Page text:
- healthinsurance.org editor
- December 8, 2016
There are more than eight weeks remaining in the Affordable Care Act’s annual open enrollment period, but if you need coverage that starts on New Year’s Day, you actually have just eight days to enroll.
That’s right. Your coverage effective date mostly depends on the date that you enroll … so if you want your 2017 coverage to be effective on January 1, the deadline to enroll is actually December 15, 2016.
In Massachusetts, Rhode Island, and Washington state, you can enroll as late as December 23 and still have coverage effective January 1. But in every other state (regardless of whether you’re enrolling on or off-exchange), you’ll need to enroll by December 15 in order to have coverage effective January 1.
Read more about Obamacare enrollment deadlines.
No good reason to not to shop
We know that many who’ve gained coverage under Obamacare are concerned about President-elect Donald Trump’s pledge to repeal and replace the law. Does his threat mean that you should change your plans to buy coverage now, during the annual open enrollment period? Definitely not, and here’s why:
- Even if a move to repeal and replace Obamacare starts in 2017, it’s unlikely that repeal would have an effective date in 2017.
- That means subsidies – including premium subsidies and cost-sharing subsidies – are still available now. Even if legislation to repeal subsidies is passed in 2017, it’s unlikely any changes would take place before 2019.
Read more about what might happen to your coverage – and when it might happen – in The ‘Trump effect’ on your Obamacare coverage. But for now, there’s no reason to believe something drastic will happen to coverage for 2017 that you buy now.
We’ve got the tools you need to enroll
If you need help with enrollment, you’ve come to the right place:
- Use our Obamacare subsidy calculator to see if you qualify for financial help with your coverage costs.
- Our new Federal Poverty Level tool calculates income cut-offs for Medicaid or subsidies.
- Wondering about the consequences of not having coverage? Use our penalty calculator.
- Want to save time enrolling? We’ve got some strategies for you.
- Ready to compare plan benefits and prices? Dive in.
Of course, there’s much more – and it’s all here in our updated Insider’s Guide to Obamacare’s Open Enrollment.
Reasons to get and maintain health coverage
As time passes, most Americans are getting the message that it’s getting easier to research and buy coverage – whether it’s through the exchanges (where subsidies are available) or off-exchange.
Thanks to improved online tools, it’s easier than ever to compare health plans – from benefits to premiums and out-of-pocket expenses – while the federal government has mandated improved transparency regarding networks and formulary information.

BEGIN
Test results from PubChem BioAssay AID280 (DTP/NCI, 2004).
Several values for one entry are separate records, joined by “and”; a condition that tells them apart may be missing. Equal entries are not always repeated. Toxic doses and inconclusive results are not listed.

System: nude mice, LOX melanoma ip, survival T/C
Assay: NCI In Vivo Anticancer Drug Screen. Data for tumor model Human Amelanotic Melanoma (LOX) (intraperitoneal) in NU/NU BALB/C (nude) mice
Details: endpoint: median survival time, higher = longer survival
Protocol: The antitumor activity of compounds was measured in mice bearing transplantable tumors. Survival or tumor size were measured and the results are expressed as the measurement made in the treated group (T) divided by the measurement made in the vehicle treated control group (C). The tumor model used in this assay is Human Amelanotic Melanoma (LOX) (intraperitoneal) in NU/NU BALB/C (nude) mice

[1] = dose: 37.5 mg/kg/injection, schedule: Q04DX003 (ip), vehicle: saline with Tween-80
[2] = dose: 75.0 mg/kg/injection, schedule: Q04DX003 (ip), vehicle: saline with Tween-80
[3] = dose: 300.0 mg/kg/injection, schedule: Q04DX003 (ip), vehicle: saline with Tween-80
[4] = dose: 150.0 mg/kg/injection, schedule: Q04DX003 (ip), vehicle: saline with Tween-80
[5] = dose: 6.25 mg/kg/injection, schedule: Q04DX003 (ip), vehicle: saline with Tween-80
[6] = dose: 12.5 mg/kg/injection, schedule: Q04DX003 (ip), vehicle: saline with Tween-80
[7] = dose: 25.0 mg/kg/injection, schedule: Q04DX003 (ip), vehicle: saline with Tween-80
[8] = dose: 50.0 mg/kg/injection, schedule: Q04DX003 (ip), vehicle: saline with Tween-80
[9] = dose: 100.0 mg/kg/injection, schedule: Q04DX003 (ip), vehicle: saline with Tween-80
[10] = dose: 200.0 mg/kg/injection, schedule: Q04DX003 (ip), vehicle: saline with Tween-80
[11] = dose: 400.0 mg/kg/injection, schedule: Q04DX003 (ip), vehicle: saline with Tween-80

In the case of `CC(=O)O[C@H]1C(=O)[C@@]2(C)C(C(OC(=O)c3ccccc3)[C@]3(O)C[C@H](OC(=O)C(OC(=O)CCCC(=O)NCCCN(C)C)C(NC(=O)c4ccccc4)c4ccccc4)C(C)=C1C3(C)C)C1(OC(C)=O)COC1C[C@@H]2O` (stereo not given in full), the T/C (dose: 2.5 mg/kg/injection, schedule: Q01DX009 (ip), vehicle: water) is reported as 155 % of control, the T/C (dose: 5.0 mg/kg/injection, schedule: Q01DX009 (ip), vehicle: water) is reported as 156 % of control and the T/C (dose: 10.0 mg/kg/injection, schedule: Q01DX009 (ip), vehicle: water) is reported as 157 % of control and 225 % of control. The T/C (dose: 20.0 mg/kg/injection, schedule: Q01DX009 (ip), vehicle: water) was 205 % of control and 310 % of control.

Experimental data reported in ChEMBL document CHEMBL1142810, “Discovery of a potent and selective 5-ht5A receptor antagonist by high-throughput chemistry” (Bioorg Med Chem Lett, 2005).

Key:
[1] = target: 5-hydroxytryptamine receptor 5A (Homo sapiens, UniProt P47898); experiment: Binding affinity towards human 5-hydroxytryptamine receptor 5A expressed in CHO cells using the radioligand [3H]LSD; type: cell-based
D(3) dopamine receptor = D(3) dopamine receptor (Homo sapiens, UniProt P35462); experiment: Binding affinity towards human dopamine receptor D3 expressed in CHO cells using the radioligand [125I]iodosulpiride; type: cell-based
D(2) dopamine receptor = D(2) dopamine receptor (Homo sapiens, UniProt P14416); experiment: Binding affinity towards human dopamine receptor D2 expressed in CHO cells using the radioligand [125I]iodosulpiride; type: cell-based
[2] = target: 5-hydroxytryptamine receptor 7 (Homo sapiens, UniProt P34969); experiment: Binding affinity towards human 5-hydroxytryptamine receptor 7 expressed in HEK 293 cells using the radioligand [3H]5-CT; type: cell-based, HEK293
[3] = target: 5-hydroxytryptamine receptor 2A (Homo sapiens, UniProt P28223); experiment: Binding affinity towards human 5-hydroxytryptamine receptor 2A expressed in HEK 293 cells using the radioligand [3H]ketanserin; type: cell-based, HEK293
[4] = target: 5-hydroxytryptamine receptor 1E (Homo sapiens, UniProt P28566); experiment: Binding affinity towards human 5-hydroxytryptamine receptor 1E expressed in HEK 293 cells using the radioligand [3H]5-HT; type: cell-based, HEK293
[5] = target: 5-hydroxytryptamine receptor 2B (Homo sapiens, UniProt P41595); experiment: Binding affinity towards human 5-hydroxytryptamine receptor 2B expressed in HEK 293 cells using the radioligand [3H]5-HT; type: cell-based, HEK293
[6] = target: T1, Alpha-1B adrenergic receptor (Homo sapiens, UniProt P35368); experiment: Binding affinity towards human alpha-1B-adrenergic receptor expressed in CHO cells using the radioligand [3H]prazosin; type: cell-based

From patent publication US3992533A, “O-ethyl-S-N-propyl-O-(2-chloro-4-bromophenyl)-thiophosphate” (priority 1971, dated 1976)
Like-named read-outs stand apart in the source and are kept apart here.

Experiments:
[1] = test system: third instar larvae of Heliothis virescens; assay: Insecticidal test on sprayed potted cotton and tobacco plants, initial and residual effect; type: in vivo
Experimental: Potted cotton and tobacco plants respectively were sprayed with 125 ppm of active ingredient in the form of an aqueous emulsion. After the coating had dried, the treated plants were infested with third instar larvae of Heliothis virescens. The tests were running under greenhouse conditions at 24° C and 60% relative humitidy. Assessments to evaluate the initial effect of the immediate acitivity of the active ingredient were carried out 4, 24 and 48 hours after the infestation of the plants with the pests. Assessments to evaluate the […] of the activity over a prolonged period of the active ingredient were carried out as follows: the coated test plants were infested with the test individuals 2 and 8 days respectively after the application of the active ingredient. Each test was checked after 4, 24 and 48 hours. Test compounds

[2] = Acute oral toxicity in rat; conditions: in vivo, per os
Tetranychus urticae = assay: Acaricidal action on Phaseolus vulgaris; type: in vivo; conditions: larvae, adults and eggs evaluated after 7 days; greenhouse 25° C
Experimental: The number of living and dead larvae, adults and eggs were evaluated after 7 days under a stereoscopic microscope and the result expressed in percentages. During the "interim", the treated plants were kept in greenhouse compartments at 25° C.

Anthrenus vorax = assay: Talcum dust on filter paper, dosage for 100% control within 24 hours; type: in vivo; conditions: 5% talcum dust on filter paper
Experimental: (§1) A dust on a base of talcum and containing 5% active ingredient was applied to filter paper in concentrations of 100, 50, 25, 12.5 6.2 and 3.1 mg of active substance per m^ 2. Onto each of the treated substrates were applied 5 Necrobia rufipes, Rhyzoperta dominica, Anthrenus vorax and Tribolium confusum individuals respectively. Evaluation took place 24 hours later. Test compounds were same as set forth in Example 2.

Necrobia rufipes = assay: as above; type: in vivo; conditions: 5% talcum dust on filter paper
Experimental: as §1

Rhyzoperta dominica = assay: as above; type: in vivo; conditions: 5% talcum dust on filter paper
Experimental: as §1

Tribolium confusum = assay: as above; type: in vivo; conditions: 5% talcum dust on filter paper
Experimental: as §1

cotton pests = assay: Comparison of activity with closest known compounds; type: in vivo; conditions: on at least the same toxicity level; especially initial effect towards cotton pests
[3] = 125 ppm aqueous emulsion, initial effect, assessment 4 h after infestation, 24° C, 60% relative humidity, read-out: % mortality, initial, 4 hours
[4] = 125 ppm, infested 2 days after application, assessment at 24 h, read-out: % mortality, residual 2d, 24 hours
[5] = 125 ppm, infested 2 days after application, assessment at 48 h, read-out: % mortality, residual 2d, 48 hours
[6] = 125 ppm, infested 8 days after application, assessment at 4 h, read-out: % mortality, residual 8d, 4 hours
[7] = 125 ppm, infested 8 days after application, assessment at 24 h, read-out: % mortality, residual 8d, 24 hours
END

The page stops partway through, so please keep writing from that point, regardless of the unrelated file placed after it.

Of course, by purchasing coverage, you can also avoid or minimize an Obamacare penalty established through the ACA’s individual mandate. Those penalties increased again in 2016 for people who are uninsured and not exempt from the requirement to have health insurance. For 2017 and beyond, the flat-rate penalty will be adjusted annually for inflation, although the percentage of income penalty will remain at 2.5 percent going forward.
But most important of all, it simply makes sense to cover yourself and your family with an ACA-compliant plan that covers the essential health benefits and offers a full range of consumer protections – including protection from staggering financial burdens that result from medical care.
About us: your guide to individual and family health insurance
At healthinsurance.org, we don’t sell insurance, but we do partner with qualified call centers staffed with agents who are both licensed in your state and exchange-certified. These partnerships also allow us to deliver health insurance quotes quickly and easily.
Since 1994, this site has been a guide for consumers seeking straightforward explanations about the workings of individual health insurance – also known as medical insurance – and help finding affordable coverage.
The topic of insurance can be confusing, but we’re here with more information than ever: educational articles, expert health policy analysis, frequently asked questions about reform, a health insurance glossary, and guides to the healthcare marketplaces and other insurance resources in each state.
Don’t hesitate to let us know if you hit a snag in the process – or if you’re stumped by a question about health coverage. Of course, we’d also love to hear about your success in getting coverage and quality healthcare.
But today, with the complexities of premium subsidies, cost-sharing subsidies, penalties – and now qualifying events and special enrollment periods – it’s a smart move to talk to a professional who can help minimize your cost and maximize your benefits, and save you research time. Call 1-877-809-0501 to get free assistance.
Open Enrollment 2017
What: The Affordable Care Act (Obamacare) open enrollment period for 2017 coverage.
When: November 1, 2016 to January 31, 2017
Where: Right here at healthinsurance.org
How: Get free health insurance quotes online or call toll free 1-844-337-4826
Special dates to take note of:
- November 1, 2016: First day you can enroll in, re-enroll, or change a 2017 insurance plan. Your coverage can start as soon as January 1, 2017.
- December 15, 2016: The last day to enroll in or change plans for coverage to start January 1, 2017. If you have not completed your enrollment by this date, you may need a short term health insurance plan to bridge the gap to your 2017 coverage.
- January 1, 2017: 2017 coverage starts for those who enrolled or changed plans by the December 15 deadline.
- January 31, 2017: The last day to enroll in or change a 2017 health plan. After this date, you need to qualify for a Special Enrollment Period.